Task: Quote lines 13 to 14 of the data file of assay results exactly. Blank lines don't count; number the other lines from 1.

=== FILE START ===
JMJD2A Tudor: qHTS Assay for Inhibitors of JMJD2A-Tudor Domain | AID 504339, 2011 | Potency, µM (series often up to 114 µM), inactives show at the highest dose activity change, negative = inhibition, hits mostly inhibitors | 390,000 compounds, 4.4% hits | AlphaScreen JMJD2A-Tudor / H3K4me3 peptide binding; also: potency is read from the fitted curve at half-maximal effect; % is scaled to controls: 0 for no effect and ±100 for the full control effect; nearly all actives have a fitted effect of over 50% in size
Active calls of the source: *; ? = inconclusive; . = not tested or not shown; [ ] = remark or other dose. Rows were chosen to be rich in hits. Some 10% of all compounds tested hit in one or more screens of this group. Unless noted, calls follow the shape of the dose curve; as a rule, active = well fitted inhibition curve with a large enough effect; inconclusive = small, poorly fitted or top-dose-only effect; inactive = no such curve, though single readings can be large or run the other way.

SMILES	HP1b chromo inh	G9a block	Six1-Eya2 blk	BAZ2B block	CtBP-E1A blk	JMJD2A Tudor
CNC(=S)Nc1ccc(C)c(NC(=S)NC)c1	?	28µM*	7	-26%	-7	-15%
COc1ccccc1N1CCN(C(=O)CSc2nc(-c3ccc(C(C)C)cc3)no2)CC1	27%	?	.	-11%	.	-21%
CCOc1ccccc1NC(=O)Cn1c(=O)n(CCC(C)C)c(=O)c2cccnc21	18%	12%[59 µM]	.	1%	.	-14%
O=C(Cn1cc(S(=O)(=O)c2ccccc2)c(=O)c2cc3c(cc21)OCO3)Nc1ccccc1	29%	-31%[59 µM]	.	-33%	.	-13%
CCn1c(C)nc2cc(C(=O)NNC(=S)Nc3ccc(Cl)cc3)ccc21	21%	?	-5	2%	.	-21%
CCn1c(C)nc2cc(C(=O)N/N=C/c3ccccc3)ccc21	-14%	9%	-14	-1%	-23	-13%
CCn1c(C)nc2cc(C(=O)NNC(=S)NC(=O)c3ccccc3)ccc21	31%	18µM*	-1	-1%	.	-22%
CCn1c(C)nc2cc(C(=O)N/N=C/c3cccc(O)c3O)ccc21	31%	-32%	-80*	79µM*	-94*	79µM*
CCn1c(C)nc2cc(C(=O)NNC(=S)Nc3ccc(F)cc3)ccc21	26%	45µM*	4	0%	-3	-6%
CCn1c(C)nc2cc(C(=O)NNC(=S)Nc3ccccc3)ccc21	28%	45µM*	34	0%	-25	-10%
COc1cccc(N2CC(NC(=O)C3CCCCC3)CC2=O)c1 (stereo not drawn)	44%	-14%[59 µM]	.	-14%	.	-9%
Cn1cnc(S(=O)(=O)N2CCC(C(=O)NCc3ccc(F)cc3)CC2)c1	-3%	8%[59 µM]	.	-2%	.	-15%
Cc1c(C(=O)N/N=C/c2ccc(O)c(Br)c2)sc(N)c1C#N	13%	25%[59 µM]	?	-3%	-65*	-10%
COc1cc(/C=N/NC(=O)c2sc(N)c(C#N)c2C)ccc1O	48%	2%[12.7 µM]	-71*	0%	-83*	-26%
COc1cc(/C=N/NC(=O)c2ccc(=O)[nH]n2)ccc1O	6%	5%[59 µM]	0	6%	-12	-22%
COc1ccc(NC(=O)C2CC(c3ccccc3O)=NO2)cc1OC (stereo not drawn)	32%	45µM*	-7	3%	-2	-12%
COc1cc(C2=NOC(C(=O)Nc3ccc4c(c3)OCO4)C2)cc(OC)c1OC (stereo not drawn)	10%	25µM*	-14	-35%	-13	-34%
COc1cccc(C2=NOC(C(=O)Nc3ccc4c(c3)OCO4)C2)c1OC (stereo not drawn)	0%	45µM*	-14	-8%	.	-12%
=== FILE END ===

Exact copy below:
CCn1c(C)nc2cc(C(=O)NNC(=S)Nc3ccccc3)ccc21	28%	45µM*	34	0%	-25	-10%
COc1cccc(N2CC(NC(=O)C3CCCCC3)CC2=O)c1 (stereo not drawn)	44%	-14%[59 µM]	.	-14%	.	-9%